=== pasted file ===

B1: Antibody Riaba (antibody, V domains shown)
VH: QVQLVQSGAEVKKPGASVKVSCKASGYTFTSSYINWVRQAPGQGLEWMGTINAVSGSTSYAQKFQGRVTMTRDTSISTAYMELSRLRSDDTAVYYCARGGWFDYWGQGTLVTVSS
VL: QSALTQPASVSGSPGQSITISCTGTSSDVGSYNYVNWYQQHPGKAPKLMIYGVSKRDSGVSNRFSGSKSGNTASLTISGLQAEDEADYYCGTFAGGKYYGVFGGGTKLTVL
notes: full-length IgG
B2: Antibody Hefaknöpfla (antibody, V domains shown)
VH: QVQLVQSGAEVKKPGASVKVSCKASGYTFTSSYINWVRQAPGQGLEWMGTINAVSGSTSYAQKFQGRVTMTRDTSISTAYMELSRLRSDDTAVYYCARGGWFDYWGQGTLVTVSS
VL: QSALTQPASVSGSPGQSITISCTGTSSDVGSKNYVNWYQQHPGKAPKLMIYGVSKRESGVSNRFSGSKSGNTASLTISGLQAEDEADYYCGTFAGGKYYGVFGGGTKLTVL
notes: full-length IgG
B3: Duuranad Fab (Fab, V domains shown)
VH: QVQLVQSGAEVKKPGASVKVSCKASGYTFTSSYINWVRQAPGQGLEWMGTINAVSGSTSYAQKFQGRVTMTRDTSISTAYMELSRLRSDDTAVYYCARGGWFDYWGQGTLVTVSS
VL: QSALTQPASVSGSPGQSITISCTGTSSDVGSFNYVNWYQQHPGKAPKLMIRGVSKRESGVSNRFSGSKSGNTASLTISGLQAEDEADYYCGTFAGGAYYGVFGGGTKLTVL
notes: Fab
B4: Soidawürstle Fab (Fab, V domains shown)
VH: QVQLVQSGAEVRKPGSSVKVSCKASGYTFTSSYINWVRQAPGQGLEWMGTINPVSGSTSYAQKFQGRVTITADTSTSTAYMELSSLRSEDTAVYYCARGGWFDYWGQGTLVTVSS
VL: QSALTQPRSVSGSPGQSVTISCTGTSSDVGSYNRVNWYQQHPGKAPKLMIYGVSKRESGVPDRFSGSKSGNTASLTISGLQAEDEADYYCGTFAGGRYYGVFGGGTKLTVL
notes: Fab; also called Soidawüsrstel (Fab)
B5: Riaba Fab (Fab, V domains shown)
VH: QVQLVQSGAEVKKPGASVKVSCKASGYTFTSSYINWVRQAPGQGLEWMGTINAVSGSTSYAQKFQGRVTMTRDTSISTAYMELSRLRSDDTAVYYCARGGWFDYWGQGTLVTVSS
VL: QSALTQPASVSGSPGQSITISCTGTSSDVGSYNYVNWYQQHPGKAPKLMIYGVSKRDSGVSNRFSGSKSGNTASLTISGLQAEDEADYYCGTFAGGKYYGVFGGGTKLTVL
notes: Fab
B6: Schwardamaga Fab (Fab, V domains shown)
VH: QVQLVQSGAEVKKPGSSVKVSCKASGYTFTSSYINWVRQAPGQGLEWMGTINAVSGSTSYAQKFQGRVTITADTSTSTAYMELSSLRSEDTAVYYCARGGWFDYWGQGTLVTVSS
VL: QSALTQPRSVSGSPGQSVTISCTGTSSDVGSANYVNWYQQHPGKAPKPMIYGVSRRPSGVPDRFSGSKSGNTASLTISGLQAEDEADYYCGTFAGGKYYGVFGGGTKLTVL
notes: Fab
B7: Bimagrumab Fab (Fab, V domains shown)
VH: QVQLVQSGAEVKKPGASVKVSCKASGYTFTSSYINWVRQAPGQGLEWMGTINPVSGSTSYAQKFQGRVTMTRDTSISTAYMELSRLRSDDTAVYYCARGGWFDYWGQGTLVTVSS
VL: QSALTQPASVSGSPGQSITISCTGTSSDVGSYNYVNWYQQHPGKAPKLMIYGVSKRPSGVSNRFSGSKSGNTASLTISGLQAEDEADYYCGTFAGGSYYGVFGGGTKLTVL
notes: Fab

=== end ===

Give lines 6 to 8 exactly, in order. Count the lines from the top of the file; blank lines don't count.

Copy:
VH: QVQLVQSGAEVKKPGASVKVSCKASGYTFTSSYINWVRQAPGQGLEWMGTINAVSGSTSYAQKFQGRVTMTRDTSISTAYMELSRLRSDDTAVYYCARGGWFDYWGQGTLVTVSS
VL: QSALTQPASVSGSPGQSITISCTGTSSDVGSKNYVNWYQQHPGKAPKLMIYGVSKRESGVSNRFSGSKSGNTASLTISGLQAEDEADYYCGTFAGGKYYGVFGGGTKLTVL
notes: full-length IgG